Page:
Brain Cancer Vaccine Candidate Passes Phase 1 Study
A new study published in the journal Nature on March 25, 2021, reveals promising results of phase 1 clinical trial testing of a novel brain cancer vaccine that's designed to assist a patient's immune system respond to certain brain tumors.
Diffuse gliomas are a type of brain cancer that is difficult to treat and can spread well across the brain, making it extremely difficult to eliminate through conventional surgery.
The published data suggest that the IDH1 peptide vaccine stimulated a critical immune response that slows tumor progression.
The NOA-16 study included 36 patients and met its primary endpoints by demonstrating the safety and immunogenicity of IDH1-vaccine in patients with newly diagnosed WHO grade 3 and 4 IDH1(R132H)+ astrocytomas without further positive prognostic factors.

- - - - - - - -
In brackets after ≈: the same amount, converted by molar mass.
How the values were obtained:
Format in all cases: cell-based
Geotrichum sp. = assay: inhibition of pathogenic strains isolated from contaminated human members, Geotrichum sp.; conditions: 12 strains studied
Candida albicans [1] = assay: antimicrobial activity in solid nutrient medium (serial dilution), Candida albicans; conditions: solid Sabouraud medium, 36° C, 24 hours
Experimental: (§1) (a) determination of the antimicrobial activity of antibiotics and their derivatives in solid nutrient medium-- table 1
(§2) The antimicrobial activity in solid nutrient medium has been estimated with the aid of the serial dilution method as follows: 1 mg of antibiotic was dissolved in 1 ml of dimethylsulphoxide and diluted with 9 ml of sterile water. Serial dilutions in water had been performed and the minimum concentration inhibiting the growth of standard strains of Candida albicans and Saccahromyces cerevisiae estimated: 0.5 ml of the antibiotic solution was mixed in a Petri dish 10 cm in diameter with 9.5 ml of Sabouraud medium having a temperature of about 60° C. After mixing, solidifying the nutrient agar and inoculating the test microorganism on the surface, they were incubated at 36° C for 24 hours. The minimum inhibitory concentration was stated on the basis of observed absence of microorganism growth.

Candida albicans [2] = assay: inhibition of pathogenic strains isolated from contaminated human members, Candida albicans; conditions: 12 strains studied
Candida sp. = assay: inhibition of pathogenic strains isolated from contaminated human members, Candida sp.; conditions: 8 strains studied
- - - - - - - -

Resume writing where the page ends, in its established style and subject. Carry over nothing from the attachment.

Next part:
Immunogenicity, irrespective of HLA type, and the high rate of PsPD warrant further clinical investigation of IDH1-vac. Patients who did not mount an IDH1-vac induced immune response showed reduced efficacy of the vaccine and disease progression within two years.
Targeting a shared clonal driver mutation in newly diagnosed patients overcomes these limitations6. It may provide a basis for future trials that target MHCII-restricted clonal shared and personalized neoepitopes in cancer immunotherapy.
Currently, a larger Phase 2 clinical trial is being planned, said these researchers.